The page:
The NFL and Domestic Violence

 

BY NATASHA GEIGER

 

Storm clouds loomed over Baltimore, Maryland on Sept. 8. TMZ had leaked the “lost” video clip of Ray Rice punching his then fiancé Janay Palmer in a casino elevator. The disturbing clip once and for all fully unveiled the alarming domestic violence that occurred in the Rice’s relationship. And, maybe disappointingly, it revealed the gross negligence of NFL Commissioner Roger Goodell and the league office.

The same day TMZ posted the video, the Baltimore Ravens released Rice. Not surprisingly, shortly after the NFL suspended him indefinitely. The Ravens and the league’s actions seemed too little too late, as news surrounding the alleged incident broke seven months ago.

On Feb. 19, 2014, a video surfaced of Rice dragging Palmer from an elevator; this was the same tape that caught Rice striking Palmer. It was not until March 26, however, that Goodell publicly addressed the video and assault accusations surrounding the Ravens running back. Ironically enough, Rice was indicted the next day on aggravated assault charges. Then, four months later, following the NFL’s investigation and interview with both Janay and Ray Rice, Goodell reacted to the events and suspended Rice for two games. With such a light suspension, many questioned the NFL and Goodell’s integrity and judgment on the matter.

The NFL did admit on Aug. 28, to their misstep with Rice and announced plans on constructing a new domestic violence policy. One way in which the NFL intends on changing their domestic violence policy is that they will continue educating people on domestic violence and sexual assault, both players and non-players alike. Secondly, the league will offer evaluations, treatment and family support for both the victim and the aggressor of domestic violence.

The recent weeks have been packed full of Goodell being questioned about his ethics and the NFL’s true understanding of domestic violence. As many want to forget about the recent Ray Rice extravaganza, it will not disappear anytime soon.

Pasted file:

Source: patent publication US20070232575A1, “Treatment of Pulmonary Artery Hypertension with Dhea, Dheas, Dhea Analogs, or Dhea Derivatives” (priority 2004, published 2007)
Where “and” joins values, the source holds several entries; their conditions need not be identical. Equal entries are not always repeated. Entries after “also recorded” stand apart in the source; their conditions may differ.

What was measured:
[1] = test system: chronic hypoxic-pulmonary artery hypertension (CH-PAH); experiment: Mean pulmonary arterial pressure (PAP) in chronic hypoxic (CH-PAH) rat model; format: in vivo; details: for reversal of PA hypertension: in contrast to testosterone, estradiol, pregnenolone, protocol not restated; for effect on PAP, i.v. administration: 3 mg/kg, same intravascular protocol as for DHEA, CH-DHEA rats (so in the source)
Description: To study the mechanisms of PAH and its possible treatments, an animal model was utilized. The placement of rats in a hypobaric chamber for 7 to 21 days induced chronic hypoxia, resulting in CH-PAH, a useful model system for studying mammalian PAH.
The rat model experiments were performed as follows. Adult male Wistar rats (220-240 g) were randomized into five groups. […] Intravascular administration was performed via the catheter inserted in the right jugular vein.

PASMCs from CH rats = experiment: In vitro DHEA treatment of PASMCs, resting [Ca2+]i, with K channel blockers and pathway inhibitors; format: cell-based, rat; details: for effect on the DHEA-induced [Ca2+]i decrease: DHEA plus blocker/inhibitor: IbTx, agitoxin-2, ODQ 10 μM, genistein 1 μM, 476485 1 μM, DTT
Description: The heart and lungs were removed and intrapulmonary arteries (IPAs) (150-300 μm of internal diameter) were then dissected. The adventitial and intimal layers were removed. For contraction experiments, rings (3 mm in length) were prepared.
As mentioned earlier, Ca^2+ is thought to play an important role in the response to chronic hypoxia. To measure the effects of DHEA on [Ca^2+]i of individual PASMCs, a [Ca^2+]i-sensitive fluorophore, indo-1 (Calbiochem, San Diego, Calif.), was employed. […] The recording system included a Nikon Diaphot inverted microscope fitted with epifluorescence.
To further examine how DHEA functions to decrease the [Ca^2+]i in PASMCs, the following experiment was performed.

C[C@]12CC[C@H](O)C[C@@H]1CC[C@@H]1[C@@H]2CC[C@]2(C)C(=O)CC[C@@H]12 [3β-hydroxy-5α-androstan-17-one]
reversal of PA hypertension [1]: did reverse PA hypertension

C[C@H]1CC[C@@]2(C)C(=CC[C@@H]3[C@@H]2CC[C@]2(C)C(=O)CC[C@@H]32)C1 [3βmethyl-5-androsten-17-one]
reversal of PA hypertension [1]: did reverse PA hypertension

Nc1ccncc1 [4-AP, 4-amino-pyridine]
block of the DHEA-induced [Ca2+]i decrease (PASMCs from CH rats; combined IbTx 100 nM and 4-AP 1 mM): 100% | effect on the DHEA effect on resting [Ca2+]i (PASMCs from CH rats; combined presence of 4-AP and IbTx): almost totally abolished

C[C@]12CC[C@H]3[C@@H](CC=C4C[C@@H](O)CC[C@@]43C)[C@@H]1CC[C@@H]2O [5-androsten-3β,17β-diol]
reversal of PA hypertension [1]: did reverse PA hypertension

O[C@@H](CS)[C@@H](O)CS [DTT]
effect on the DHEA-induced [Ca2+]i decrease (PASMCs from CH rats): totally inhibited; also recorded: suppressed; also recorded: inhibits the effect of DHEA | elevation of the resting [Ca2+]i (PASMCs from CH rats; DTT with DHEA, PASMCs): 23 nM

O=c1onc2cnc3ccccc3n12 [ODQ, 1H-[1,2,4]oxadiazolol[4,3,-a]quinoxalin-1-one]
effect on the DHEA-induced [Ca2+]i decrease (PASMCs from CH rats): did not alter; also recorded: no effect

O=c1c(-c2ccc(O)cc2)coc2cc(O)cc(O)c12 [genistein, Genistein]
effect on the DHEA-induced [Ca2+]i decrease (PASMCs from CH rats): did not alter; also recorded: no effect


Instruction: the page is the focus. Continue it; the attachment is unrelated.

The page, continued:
Personally, I believe that Goodell mishandled the case to an extreme. He should have taken a firm and immediate stance, instead of sitting on his hands and then tagging him with a two-game suspension. No one deserves to slide by on a charge like this, even if he is a 40 million dollar player for one of the NFL’s top franchises. Status, ego and money should never matter in a case like this. But it seems that Goodell was only thinking about the good of the shield.

Domestic violence is nothing new to the NFL; players in recent years have been suspected and charged with domestic violence, slapped on the wrist by the league with a quick suspension and then returned to the gridiron. The media and fans have been raising quite the ruckus recently: namely focusing on what does the NFL really stand for. From the outside looking in, I see an uncaring, non-disciplinary organization that lets these top athletes run free after committing some very serious crimes. They seem to punish the player with a two or three game suspension and never speak of it again. I think this is wrong. It is just morally and ethically wrong to pretend as if nothing ever happened when clearly there are lasting physical and emotional scars from all parties involved. At some point there needs to be a line drawn.

I believe the NFL has their heart and soul directed toward money and those who make them the greenbacks: the players. The NFL is a billion dollar organization that lives on the performance of top teams and athletes and it’s obvious they will do anything in their power to protect their own reputation and that of top players. As the weeks go on, all I can do is shake my head at the ongoing news of Ray Rice,Adrian Peterson and many more that seem to be popping out of the woodwork.

All I can do is hope that after this horrific month of NFL news that they learn their lessons, be put to justice and become a better organization.

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